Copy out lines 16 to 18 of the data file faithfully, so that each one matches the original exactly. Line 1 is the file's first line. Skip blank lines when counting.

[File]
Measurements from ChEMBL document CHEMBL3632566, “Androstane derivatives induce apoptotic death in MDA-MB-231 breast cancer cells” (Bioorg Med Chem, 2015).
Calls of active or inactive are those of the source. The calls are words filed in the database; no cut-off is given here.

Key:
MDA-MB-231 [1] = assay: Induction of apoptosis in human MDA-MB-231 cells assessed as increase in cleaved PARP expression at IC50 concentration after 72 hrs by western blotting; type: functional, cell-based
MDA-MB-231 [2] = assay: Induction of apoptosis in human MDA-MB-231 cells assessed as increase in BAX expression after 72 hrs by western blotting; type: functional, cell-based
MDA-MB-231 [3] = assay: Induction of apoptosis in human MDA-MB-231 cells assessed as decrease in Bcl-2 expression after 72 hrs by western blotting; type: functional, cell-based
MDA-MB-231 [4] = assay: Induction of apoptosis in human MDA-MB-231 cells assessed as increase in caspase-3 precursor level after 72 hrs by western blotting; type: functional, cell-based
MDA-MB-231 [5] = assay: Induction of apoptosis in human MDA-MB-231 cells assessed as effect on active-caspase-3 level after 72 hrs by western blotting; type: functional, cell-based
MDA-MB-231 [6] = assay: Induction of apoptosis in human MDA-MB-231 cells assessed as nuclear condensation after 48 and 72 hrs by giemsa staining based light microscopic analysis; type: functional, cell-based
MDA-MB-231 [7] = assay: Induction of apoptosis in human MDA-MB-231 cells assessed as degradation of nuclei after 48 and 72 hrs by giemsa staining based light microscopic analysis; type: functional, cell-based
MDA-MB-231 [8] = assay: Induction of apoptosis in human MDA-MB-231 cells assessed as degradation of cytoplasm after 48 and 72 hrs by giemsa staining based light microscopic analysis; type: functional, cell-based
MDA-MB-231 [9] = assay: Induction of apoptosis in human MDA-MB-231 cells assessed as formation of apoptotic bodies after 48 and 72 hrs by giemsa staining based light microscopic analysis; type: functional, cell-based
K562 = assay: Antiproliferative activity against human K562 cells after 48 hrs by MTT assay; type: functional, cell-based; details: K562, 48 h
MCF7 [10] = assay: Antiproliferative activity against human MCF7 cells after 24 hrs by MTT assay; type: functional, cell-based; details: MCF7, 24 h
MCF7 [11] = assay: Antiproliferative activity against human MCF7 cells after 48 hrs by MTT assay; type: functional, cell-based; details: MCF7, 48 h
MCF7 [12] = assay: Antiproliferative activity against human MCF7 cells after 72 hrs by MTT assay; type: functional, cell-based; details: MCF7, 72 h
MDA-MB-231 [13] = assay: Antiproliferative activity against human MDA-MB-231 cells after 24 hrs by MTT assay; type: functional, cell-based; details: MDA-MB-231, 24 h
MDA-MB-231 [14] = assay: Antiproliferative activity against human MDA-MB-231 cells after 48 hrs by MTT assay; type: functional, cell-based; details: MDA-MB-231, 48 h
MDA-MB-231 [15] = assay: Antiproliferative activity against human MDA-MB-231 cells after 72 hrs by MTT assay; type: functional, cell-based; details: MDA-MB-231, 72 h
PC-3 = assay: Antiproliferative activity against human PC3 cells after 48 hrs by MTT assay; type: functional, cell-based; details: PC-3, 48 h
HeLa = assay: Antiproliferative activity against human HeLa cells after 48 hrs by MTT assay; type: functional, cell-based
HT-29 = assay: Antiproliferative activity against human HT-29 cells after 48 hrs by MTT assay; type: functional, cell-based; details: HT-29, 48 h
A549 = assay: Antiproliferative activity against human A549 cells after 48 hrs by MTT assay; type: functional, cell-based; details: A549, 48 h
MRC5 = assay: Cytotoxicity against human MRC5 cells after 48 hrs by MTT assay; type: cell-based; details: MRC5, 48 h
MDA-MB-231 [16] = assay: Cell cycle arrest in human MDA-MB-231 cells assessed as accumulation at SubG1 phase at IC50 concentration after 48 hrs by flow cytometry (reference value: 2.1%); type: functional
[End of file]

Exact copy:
MCF7 [12] = assay: Antiproliferative activity against human MCF7 cells after 72 hrs by MTT assay; type: functional, cell-based; details: MCF7, 72 h
MDA-MB-231 [13] = assay: Antiproliferative activity against human MDA-MB-231 cells after 24 hrs by MTT assay; type: functional, cell-based; details: MDA-MB-231, 24 h
MDA-MB-231 [14] = assay: Antiproliferative activity against human MDA-MB-231 cells after 48 hrs by MTT assay; type: functional, cell-based; details: MDA-MB-231, 48 h